May 16, 1987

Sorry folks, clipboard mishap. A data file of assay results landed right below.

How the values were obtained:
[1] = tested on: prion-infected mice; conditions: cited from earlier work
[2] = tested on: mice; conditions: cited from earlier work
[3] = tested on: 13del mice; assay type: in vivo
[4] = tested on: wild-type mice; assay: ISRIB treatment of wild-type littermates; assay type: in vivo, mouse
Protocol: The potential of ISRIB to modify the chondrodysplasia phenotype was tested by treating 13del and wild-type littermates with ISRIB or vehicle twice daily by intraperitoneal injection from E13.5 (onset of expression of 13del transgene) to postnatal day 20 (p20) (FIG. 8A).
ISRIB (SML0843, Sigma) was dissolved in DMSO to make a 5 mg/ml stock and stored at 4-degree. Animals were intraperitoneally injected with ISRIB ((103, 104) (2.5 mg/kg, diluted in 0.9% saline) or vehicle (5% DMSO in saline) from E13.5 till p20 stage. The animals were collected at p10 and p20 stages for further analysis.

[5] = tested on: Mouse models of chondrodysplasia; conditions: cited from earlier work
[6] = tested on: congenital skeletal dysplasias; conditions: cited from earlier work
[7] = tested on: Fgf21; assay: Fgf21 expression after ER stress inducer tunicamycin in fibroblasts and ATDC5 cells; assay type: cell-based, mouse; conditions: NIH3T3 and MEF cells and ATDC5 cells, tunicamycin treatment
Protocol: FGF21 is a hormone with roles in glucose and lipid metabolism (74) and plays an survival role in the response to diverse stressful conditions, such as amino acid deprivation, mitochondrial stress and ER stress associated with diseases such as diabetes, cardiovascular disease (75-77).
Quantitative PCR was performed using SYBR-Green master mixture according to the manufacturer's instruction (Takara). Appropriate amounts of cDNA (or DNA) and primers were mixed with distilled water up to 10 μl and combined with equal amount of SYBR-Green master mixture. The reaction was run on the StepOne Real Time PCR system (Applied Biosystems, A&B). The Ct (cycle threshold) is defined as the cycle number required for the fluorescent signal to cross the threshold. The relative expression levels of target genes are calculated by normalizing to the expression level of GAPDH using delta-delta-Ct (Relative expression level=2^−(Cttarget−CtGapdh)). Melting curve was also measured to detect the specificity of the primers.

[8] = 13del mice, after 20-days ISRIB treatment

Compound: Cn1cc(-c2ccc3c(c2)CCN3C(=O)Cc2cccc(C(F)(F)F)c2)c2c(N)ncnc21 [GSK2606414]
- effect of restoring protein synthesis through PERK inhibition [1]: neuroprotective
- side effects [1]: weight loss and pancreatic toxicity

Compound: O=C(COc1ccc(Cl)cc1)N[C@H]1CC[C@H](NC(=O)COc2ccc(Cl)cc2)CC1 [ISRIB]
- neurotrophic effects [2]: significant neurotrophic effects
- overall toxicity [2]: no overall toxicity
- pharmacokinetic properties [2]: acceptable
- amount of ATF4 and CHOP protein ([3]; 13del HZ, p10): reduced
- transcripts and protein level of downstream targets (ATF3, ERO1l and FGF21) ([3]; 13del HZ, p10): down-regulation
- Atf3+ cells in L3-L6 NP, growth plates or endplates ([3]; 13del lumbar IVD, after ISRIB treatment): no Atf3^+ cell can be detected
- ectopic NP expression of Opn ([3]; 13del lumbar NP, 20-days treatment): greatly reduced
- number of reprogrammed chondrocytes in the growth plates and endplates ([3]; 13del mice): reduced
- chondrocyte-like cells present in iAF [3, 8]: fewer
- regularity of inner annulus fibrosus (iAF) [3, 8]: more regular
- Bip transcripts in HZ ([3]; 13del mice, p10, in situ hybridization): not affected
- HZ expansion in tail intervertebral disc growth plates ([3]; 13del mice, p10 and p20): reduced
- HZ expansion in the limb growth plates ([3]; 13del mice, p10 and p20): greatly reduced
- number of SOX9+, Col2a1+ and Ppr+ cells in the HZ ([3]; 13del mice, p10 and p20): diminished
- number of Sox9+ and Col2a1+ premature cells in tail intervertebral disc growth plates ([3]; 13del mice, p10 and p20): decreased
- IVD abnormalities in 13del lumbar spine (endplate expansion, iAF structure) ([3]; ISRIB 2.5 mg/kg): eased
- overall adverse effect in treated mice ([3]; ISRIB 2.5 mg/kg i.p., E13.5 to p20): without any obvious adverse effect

GATT WORKING PARTY TO EXAMINE CHINESE REQUESTGENEVA, MAY 14 (IFDA/CHAKRAVARTHI RAGHAVAN)— The GATT Council agreed Thursday to the terms of reference of its working party to look into the request from the Peoples Republic of China (PRC) for resumption of its status as a contracting party to GATT. The GATT Council on March 4 had agreed to set up a working party on this issue, but it has taken more than eight weeks of prolonged consultations before the terms of reference could be agreed upon. An agreement is still to be reached on the "presiding arrangements" for the working party - with the EEC pressing for a chairman and two vice-chairmen to run the working party, instead of the normal arrangement of a chairman running the working party. Kuomintang government of China was a GATT CP from inception, but withdrew in 1951, soon after it had fled the mainland and was unable to ensure observance of its GATT obligations on the mainland. The Peoples Republic of China never applied GATT rules nor made any moves towards GATT until 1984, when it spoke of its objective of "resuming" its GATT membership. It submitted a formal request in 1986, following it up early in 1987 with details of its foreign trade regime. The PRC request for "resumption" of status as CP was widely welcomed, and the major trading blocs and the GATT secretariat appeared at one stage anxious to quickly settle the issue and make the PRC a CP. Part of this was perhaps an effort to "lock" the PRC into the "system" during Deng's lifetime and "liberalisation" drives, before any successor could reverse China's course. However the contractual rights and obligations of trading relationships involved, and the prospect that a hasty decision could, result in China entering GATT "without paying a price", appear to have been reponsible for difficulties over agreeing on the terms of reference. In the case of any country applying to join GATT, the working party is usually asked to examine its trade regime and make recommendations taking relevant GATT articles into account. The working party normally expresses its views on the trade regime, suggests any changes required to bring it into conformity with GATT, and side-by-side the new entrant negotiates tariff and other concessions with existing GATT CPS, and put its tariffs into a schedule to be incorporated into GATT. The working party also draws up a protocol of accession, incorporating the agreed terms and conditions for accession, and this has to be approved by two-thirds majority vote of the GATT CPS, under article XXXIII before the new entrant could sign the protocol and become a GATT CP. The effort to reconcile the PRC desire (back home) to be merely seen as taking the legitimate Chinese seat in another international body, and the need of others to secure their balance of GATT rights and obligations vis-à-vis the PRC, resulted in some prolonged consultations and negotiations over the terms of reference. The chairman of the GATT Council, Alan Oxley and GATT officials conducted informal consultations, and later a high U.S. official would appear to have gone to Beijing to negotiate and agree on terms of reference that would be acceptable to all. Under the terms of reference approved Thursday the working party is to develop a draft protocol for the peoples Republic of China "resuming its status as a CP". The draft protocol itself is to set out the respective rights and obligations, provide a forum for negotiation of a schedule, and address as appropriate other issues concerning the PRC and the GATT "including decision-making by the contracting parties, and make recommendations to the Council". At an early stage, to meet the PRC views about "resumption" rather than "accession", the GATT secretariat would appear to have ventured the view that the matter could be dealt with under a catchall article XXV, which refers to joint actions by contracting parties to further the objectives of the general agreement. This left open the issue whether the PRC would have to negotiate the terms for its "resumption". It would also have meant that a decision could be taken by a simple majority vote on this issue. The EEC was among those who contested this, and insisted that the two-thirds majority vote required for any new entrant should also apply here, and should be incorporated into the terms of reference itself. The PRC was however reluctant, and this issue is now to be the subject of the working party' s recommendations. The GATT spokesman said normal GATT procedures and practices would apply to the work of the working party and in the decisions it reached, but declined to spell out what these were. GATT Council members however said the working party in effect would have to follow the GATT decision-making procedures of consensus, but would recommend which of the available options (simple majority vote, two-thirds majority vote or consensus) for taking decisions by the CPS would be most appropriate to approve the draft protocol and enable the PRC to sign and "resume" its status. The decision in effect ensures that while the PRC would "resume" its status, it would have to go through the substantive procedures and negotiations that any country has to go through to become a contracting party, namely negotiate the conditions including exchange of tariff concessions with other CPS. The terms also ensure that the PRC, as a non-market economy country, and thus a country whose trade will not be influenced by the response of the "market" to tariffs, provides sufficient safeguards to other CPS about its imports. The PRC has been emphasising its status as a "developing" socialist economy, which means that it should not be required to make reciprocal concessions or commitments required of an industrialised country. The EEC however is known to have reservations on this.